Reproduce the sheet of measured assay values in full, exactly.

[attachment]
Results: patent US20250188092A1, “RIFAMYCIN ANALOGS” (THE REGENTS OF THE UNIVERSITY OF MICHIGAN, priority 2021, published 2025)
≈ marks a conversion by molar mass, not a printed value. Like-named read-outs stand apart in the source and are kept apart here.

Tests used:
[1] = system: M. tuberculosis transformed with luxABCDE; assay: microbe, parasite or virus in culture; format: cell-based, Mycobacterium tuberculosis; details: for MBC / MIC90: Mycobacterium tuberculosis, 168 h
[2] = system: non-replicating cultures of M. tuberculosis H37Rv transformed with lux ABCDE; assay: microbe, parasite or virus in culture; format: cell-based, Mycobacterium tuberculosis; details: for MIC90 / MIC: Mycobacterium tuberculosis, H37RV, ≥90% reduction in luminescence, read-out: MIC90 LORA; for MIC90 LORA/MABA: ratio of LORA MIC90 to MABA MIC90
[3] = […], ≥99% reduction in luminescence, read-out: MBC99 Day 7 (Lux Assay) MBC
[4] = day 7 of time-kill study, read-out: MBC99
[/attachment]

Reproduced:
Results: patent US20250188092A1, “RIFAMYCIN ANALOGS” (THE REGENTS OF THE UNIVERSITY OF MICHIGAN, priority 2021, published 2025)
≈ marks a conversion by molar mass, not a printed value. Like-named read-outs stand apart in the source and are kept apart here.

Tests used:
[1] = system: M. tuberculosis transformed with luxABCDE; assay: microbe, parasite or virus in culture; format: cell-based, Mycobacterium tuberculosis; details: for MBC / MIC90: Mycobacterium tuberculosis, 168 h
[2] = system: non-replicating cultures of M. tuberculosis H37Rv transformed with lux ABCDE; assay: microbe, parasite or virus in culture; format: cell-based, Mycobacterium tuberculosis; details: for MIC90 / MIC: Mycobacterium tuberculosis, H37RV, ≥90% reduction in luminescence, read-out: MIC90 LORA; for MIC90 LORA/MABA: ratio of LORA MIC90 to MABA MIC90
[3] = […], ≥99% reduction in luminescence, read-out: MBC99 Day 7 (Lux Assay) MBC
[4] = day 7 of time-kill study, read-out: MBC99